You’ve dabbled with Marvel and you’re dabbling with Vertigo. Are you going to dabble with anything like a Dark Horse product like ‘Grendel’ or ‘The Goon?’ Any other comic book character that you want to tackle?

There are so many good ones out there. For a long time I really believed, and even though I’m not attached to it I’ll say it if it helps set it up, that ‘Midnight Nation’ was a really cool story. Joe is such a great author and he and I tried to set that up for a minute. Nothing happened with it, but people should read ‘Midnight Nation.’ I think that would be a great series. Again, it’s a journey. It’s like Stephen King’s ‘The Stand.’ It’s just like, ‘I’m in. I want to see what happens to these people.’ It’s like ‘Lost’ or anything else. But there are many things. Right now my focus is on getting this out and doing ‘Preacher’ right.

Did ‘Ghost Rider’ wind up being a higher stress level than you expected, making a movie with a flaming skull? The fire is tough to do with CG.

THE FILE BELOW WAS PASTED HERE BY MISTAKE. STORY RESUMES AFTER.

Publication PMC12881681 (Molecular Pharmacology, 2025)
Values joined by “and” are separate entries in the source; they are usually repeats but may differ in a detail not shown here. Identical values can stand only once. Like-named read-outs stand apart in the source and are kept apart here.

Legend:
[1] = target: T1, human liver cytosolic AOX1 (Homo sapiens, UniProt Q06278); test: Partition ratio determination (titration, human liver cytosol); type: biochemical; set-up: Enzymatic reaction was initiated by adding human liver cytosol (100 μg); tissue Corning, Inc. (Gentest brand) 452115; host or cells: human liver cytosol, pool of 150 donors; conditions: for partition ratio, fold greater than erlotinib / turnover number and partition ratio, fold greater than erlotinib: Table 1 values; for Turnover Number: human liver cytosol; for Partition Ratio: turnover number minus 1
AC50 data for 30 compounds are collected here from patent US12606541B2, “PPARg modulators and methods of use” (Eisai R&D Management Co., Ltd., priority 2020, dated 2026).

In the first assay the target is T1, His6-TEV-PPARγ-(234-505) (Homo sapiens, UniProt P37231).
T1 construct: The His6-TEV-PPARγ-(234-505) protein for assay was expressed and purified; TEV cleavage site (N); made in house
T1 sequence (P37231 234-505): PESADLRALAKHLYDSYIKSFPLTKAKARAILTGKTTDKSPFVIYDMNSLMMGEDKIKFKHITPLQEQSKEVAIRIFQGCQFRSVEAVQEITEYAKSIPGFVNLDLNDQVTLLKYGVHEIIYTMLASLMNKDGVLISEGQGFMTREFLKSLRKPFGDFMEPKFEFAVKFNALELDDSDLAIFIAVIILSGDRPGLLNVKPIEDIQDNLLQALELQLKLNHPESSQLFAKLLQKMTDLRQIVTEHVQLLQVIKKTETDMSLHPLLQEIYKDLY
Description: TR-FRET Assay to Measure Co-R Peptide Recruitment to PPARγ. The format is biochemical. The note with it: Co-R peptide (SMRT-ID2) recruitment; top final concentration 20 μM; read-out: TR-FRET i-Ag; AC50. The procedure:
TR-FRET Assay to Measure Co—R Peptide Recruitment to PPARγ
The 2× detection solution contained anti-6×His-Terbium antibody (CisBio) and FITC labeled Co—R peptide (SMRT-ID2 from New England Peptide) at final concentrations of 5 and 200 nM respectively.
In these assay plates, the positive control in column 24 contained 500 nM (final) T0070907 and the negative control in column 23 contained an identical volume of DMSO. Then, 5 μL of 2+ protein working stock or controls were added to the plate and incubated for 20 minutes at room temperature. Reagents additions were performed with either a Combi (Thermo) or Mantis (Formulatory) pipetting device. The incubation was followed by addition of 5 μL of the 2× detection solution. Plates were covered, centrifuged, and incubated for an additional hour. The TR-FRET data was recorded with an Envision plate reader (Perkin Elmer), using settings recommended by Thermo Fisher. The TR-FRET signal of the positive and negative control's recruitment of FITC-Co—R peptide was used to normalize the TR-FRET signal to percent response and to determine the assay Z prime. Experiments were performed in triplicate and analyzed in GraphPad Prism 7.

Well, I’ve seen CG fire before and yes, I thought that it would be easier. We all did which is why we come out February 16th, but we were supposed to come out in August. Literally, there will be FX delivered up until the end of January 30th because we had to write new programs. Fire is fucking tricky, man. Look at that fire which looks cool and then you move it and you put it on film at twenty four frames per second it changes everything. It all of a sudden looks really flickery and light and not strong, and so you add liquid to it to make it feel stronger and smoother and whatnot, but then it’s like Ghost Rider goes that way and the fire stays here which it really would as a sort of ghost image. We didn’t want that because it looked weird. Fire has to be a Ghost Rider. He commands the fire. The fire doesn’t command him. All of these little things become like your life, and so it’s really about – like I’ve always said – looking at the greatest CG creations which is Gollum, I think. It’s probably like Gollum or the last ‘Pirates’ Davy Jones was genius. It’s amazing, right? Those things are great because you have expression. You have eyes. Gollum’s eyes are huge and you’ve got lines in the eyes and the lips and the teeth are like this. We didn’t have any of that. We had no expression. So you’ve got a skull that’s got no eyes, no lips, no tongue, it’s got no wrinkles. All you’ve got is this fucking skull. So you have to deal with that, and then my idea was to use the fire to give it expression. Once you do that that’s a whole new thing now and the fire has to change colors. It’s got to get smaller when he’s sad and go blue. Then angry goes white hot and it gets super high and that became a whole other thing.